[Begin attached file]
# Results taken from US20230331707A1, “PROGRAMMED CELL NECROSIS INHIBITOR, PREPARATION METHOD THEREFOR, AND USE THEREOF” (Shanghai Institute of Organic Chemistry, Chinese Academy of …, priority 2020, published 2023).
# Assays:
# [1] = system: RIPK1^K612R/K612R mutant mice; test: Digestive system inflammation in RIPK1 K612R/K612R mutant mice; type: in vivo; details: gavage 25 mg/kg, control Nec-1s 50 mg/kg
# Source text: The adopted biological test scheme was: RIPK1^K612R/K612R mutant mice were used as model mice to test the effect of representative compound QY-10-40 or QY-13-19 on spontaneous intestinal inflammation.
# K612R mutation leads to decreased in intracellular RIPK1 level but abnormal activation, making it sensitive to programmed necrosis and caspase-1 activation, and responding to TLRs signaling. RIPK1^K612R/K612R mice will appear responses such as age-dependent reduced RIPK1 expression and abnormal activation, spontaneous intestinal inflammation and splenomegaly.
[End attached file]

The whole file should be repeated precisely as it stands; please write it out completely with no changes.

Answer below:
# Results taken from US20230331707A1, “PROGRAMMED CELL NECROSIS INHIBITOR, PREPARATION METHOD THEREFOR, AND USE THEREOF” (Shanghai Institute of Organic Chemistry, Chinese Academy of …, priority 2020, published 2023).
# Assays:
# [1] = system: RIPK1^K612R/K612R mutant mice; test: Digestive system inflammation in RIPK1 K612R/K612R mutant mice; type: in vivo; details: gavage 25 mg/kg, control Nec-1s 50 mg/kg
# Source text: The adopted biological test scheme was: RIPK1^K612R/K612R mutant mice were used as model mice to test the effect of representative compound QY-10-40 or QY-13-19 on spontaneous intestinal inflammation.
# K612R mutation leads to decreased in intracellular RIPK1 level but abnormal activation, making it sensitive to programmed necrosis and caspase-1 activation, and responding to TLRs signaling. RIPK1^K612R/K612R mice will appear responses such as age-dependent reduced RIPK1 expression and abnormal activation, spontaneous intestinal inflammation and splenomegaly.